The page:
Public interest test proposed by DBIS

Enterprise and Regulatory Reform Bill

14. Disclosures not protected unless believed to be made in the public interest

In section 43B of the Employment Rights Act 1996 (disclosures qualifying for

protection), in subsection (1), after "in the reasonable belief of the worker

making the disclosure," insert "is made in the public interest and".

The change would have the following effect:

Employment Rights Act 1996

43B.

(1) In this Part a "qualifying disclosure" means any disclosure of information which, in the reasonable belief of the worker making the disclosure is made in the public interest and tends to show one or more of the following-

(a) that a criminal offence has been committed, is being committed or is likely to be committed,

(b) that a person has failed, is failing or is likely to fail to comply with any legal obligation to which he is subject,

(c) that a miscarriage of justice has occurred, is occurring or is likely to occur,

(d) that the health or safety of any individual has been, is being or is likely to be

endangered,

(e) that the environment has been, is being or is likely to be damaged, or

(f) that information tending to show any matter falling within any one of the preceding paragraphs has been, is being or is likely to be deliberately concealed.

We agree that something has to be done to address this loophole but we find we cannot support the DBIS amendment on three grounds:

1. DBIS’s failure to consult

First, DBIS propose including a public interest test in PIDA without considering the wider problems with the law and the need for a public consultation. The timing of an amendment to the law also does not seem prudent given the on-going Mid Staffordshire NHS Foundation and Leveson Inquiries, both of which will have important outcomes for the public interest and will likely have conclusions that will deal with whistleblowing. The failure to undertake a wider, comprehensive review, will be a ‘missed opportunity’ to address some of the legal loopholes that exist which include a gaping hole in protection if workers are victimised by co-workers for raising a concern (no vicarious liability mechanisms), making sure all workers are adequately covered, clarifying protection for GPs, and ensuring that workers who raise concerns with all statutory bodies including the police and professional regulators are readily protected. We set out case studies and examples of these problems under the heading of ‘a missed opportunity’ below.

We also argue that DBIS need not act with such haste in rectifying the Parkins v Sodexho issue without full consultation with trades unions and employers, as in 2009/10 10% of final judgments or just 40 cases involved an individual raising a concern about their private employment rights [8] . Moreover according to 2011/12 employment tribunal statistics less than 1% of claims involve whistleblowing allowing an opportunity for full reflection on the state of whistleblower protection in the UK.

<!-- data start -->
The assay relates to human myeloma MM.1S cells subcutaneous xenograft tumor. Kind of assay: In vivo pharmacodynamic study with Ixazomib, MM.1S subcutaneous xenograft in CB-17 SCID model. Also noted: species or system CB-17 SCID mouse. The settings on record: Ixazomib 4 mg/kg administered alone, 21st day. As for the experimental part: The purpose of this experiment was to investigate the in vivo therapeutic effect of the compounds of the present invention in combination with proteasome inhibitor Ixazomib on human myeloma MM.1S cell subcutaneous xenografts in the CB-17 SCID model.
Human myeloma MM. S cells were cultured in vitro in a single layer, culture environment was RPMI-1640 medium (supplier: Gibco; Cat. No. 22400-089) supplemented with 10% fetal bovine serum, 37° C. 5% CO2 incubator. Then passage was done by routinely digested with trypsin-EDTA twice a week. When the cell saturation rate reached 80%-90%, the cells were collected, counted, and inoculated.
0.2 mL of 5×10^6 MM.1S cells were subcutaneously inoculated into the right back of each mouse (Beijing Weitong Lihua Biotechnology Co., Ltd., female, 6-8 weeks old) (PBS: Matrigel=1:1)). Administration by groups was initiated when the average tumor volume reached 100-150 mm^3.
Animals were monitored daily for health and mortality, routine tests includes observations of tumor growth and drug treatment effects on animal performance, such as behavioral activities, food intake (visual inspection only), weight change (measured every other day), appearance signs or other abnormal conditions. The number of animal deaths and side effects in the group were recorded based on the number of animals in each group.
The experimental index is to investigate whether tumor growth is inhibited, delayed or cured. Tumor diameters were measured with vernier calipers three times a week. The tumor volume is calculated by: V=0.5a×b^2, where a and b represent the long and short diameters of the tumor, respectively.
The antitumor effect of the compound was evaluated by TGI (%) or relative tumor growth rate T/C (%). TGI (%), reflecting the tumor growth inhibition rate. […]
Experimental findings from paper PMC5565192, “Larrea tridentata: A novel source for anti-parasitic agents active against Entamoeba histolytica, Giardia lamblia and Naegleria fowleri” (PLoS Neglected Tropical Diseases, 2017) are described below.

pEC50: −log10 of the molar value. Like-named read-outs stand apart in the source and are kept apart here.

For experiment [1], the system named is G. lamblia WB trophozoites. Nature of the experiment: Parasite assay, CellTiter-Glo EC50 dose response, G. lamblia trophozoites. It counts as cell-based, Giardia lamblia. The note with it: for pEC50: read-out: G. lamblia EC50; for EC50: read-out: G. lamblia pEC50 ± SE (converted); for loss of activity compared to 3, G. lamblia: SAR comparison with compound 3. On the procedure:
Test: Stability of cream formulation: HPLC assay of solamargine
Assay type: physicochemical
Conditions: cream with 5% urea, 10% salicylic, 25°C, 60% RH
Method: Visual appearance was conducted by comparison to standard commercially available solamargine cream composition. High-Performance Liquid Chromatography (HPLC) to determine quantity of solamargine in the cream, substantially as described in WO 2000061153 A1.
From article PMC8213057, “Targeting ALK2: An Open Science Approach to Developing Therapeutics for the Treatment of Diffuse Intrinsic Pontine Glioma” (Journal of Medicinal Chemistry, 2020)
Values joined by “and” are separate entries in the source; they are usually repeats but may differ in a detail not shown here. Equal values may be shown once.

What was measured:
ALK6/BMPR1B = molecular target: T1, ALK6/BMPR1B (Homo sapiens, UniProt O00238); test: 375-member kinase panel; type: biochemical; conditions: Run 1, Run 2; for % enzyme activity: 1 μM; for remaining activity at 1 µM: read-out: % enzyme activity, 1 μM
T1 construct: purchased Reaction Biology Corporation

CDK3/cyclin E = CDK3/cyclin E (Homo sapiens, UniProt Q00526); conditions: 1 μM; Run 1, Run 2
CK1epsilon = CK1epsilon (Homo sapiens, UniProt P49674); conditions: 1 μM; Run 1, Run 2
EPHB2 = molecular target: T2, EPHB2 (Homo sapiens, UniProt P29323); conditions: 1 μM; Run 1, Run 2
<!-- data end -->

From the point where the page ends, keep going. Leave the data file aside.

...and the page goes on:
2. ‘Field day’ for lawyers

Secondly, we are concerned that the above amendment will not address the legal loophole (see our suggested amendment below) and will instead become a field day for lawyers who will spend time arguing whether or not something is in the public interest, increasing litigation, costing employers and the taxpayer more; all of which the Government has sought to address in recent consultations on employment law reforms.

As it currently stands PIDA identifies broad categories of public interest issues- criminal offences, dangers to the environment, miscarriages of justice, health and safety concerns and breaches of legal obligations. The drafting suggested by DBIS is clumsy and nonsensical- the public interest test imposed will cut across all the categories of wrongdoing which means, for example, when raising a concern about a criminal offence an individual would have to show that it is in the public interest. It is common sense that issues that are criminal offences, dangers to the environment, miscarriages of justice and dangers to health and safety, are public interest issues and so should not be subject to an additional public interest test.

The purpose of PIDA is to prevent disaster and to encourage workers to speak up when they have suspicions. Issues that at one point seem trivial may in fact be indicative of underlying problems in an organisation and could be the tip of the iceberg. A public interest test may have the unintended consequences of focussing on how big the disaster is or was likely to be, and mean less focus on reporting early suspicions. Issues such as missed medication may seem relatively minor compared to a multi-million pound fraud such as that in the high profile Olympus case [9] but could be a matter of life and death.

We suggest the amendment below, which would have the effect of dealing with the Parkins v Sodexho issue without imposing an additional barrier for the genuine whistleblower, as an alternative to the one presently suggested by DBIS:

PCaW suggested amendment:

43B. - (1) In this Part a "qualifying disclosure" means any disclosure of information which, in the reasonable belief of the worker making the disclosure, tends to show one or more of the following-

(a) that a criminal offence has been committed, is being committed or is likely to be committed,